Investors are selling shares despite an overnight rescue deal for America’s First Republic.
Credit Suisse’s share price has fallen by more than 10% and stocks markets have edged lower despite attempts to calm fears about a crisis in the banking sector.
The troubled Swiss lender had secured a £45bn lifeline from the country’s central bank.
However, after a brief rise, its shares fell back while markets across the UK and Europe turned negative.
Major US indexes fell, amid fears of more trouble.
On Thursday, a group of Wall Street giants injected $30bn (£24.8bn) into First Republic, a smaller domestic bank seen as at risk of failure following the collapse of two other mid-sized US banks in recent days.
The rescue by the group of 11 banks including JP Morgan and Citigroup had appeared to calm stock markets. In Asia, Japan’s Nikkei share index closed 1.2% higher.
But shares in First Republic fell 25% on Friday after the bank said its was suspending its dividend – its payment to shareholders – “during this period of uncertainty”.
Stock markets in the UK, France and Germany all opened higher on Friday but have since fallen.
In New York, the Dow Jones Industrial Average index dropped 1.2%. The Nasdaq and the S&P 500 indexes were also trading lower.
Meanwhile, a sell-off in Credit Suisse shares has gathered pace.
Shares in Credit Suisse sank earlier in the week on concerns over its future, before the Swiss National Bank said stepped in with emergency funds.
Credit Suisse – which employs about 50,000 people worldwide, with around 5,000 in London – has been troubled for a long time and continues to be loss-making.
Earlier this week, it rattled investors when it admitted that it had found “material weakness” in its financial reporting, while its biggest shareholder – the Saudi National Bank – said it could not inject further funds into the Swiss lender.
Since then, $466m has left Credit Suisse’s European and US managed funds, according to data from financial services firm Morningstar.
The issues at Credit Suisse coincided with the failure of two lenders in the US – Silicon Valley Bank (SVB) and Signature Bank – raising fears over the health of the banking system.
Johann Scholtz, banking expert at Morningstar, said: “We believe that the collapse of Silicon Valley Bank, the comments from the Saudi National Bank that they would not provide more capital to Credit Suisse, Credit Suisse’s longstanding challenges, plus possibly the financial reporting issues, all contributed to clients and financial advisers losing confidence in Credit Suisse.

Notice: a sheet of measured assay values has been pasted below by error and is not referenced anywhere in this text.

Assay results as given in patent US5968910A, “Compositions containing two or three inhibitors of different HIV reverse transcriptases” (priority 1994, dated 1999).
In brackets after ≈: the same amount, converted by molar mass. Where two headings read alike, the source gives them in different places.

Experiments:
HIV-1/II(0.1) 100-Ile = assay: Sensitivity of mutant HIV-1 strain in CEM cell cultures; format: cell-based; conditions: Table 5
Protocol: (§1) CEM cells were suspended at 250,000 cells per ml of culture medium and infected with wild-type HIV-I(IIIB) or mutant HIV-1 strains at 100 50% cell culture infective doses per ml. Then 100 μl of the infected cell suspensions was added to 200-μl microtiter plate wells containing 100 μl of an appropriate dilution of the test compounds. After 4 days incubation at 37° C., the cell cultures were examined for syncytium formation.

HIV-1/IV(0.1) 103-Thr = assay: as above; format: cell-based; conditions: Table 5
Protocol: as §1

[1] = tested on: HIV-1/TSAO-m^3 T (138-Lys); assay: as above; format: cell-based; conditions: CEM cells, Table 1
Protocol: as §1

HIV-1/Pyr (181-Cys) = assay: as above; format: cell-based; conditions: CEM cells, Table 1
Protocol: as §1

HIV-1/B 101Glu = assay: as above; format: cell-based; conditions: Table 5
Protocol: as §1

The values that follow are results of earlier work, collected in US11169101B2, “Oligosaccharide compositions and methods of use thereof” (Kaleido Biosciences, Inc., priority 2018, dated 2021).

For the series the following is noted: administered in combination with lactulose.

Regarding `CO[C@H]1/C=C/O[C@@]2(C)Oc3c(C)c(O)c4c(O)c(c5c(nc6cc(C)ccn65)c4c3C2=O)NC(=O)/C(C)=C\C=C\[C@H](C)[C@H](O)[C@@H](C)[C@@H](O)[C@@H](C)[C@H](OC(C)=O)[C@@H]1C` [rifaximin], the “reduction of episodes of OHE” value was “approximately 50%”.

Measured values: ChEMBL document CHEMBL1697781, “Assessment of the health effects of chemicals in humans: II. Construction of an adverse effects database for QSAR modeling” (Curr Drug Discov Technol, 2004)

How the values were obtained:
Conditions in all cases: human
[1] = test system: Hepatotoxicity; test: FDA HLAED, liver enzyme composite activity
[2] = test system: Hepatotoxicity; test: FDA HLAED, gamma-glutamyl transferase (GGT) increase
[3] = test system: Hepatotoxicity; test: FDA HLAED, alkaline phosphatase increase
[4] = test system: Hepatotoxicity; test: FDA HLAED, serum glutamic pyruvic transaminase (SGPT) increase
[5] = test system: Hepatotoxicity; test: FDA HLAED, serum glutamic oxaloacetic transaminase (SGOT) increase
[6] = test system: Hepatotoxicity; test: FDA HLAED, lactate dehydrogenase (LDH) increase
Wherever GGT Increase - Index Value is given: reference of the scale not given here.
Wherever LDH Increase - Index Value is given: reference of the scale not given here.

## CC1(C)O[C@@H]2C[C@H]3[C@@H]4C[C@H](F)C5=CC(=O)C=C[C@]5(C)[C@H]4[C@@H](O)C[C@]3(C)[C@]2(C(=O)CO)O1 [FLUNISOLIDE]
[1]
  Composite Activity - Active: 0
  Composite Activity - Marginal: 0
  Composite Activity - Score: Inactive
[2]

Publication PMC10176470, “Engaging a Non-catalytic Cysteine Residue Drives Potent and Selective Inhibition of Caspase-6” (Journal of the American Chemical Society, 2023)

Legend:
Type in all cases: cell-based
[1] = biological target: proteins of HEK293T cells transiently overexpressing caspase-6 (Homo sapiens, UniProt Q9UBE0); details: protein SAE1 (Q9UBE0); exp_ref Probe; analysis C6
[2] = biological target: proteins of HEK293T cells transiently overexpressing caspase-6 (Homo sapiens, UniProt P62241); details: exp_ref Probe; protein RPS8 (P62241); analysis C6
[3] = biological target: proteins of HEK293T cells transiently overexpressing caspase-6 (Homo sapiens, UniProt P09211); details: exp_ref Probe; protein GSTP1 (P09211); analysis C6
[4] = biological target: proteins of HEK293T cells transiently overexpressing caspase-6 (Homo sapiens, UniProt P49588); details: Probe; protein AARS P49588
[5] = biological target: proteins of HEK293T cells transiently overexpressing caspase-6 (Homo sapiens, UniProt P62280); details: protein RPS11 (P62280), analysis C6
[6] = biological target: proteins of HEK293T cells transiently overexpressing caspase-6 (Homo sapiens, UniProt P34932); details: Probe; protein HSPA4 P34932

“These combined created a perfect storm.”
On Friday, SVB Financial Group – the parent group for Silicon Valley Bank – filed for bankruptcy protection to enable it to sell off its remaining assets.
US regulators stepped in at the weekend to ensure that customers at SVB and Signature Bank had full access to their money.
Days later, concerns emerged that San Francisco-based First Republic would be the next bank at risk of a rush of customers withdrawing their deposits.
It shares had sunk by nearly 70% over the last week.
The 11 US banks who announced the support said the action reflected their “confidence in the country’s banking system”.
US financial officials said the move was “most welcome, and demonstrates the resilience of the banking system”.
Morningstar analysts Niklas Kammer and Johann Scholtz said they believed the problems at Credit Suisse were “idiosyncratic in nature and we believe containable for now even in a worst-case scenario”.
However, they added that “developments are currently happening at a rapid pace and views we form today may be stale tomorrow”.
Central banks around the world have sharply raised borrowing costs over the past year to try to curb the pace of overall price rises, or inflation.
The moves have hurt the values of the large portfolios of bonds bought by banks when rates were lower, a change that contributed to the collapse of Silicon Valley Bank, and has raised questions about whether other firms are facing similar situation.
Jeffrey Cleveland, chief economist at US asset manager Payden and Regal, said other banks could be caught up in the problem.
“There could be other vulnerabilities… if central banks are intent on continuing to raise interest rates,” he told the BBC’s Today programme.
“Historically when that happens we do see fragility, we do see problems in the financial system.”
Before the turbulence in the banking sector erupted, both the US Federal Reserve and the Bank of England had been expected to raise interest rates further at meetings next week. However, due to recent events, some have speculated these rate rises might be scaled back or even scrapped.
On Thursday, the ECB announced a further increase to interest rates from 2.5% to 3%.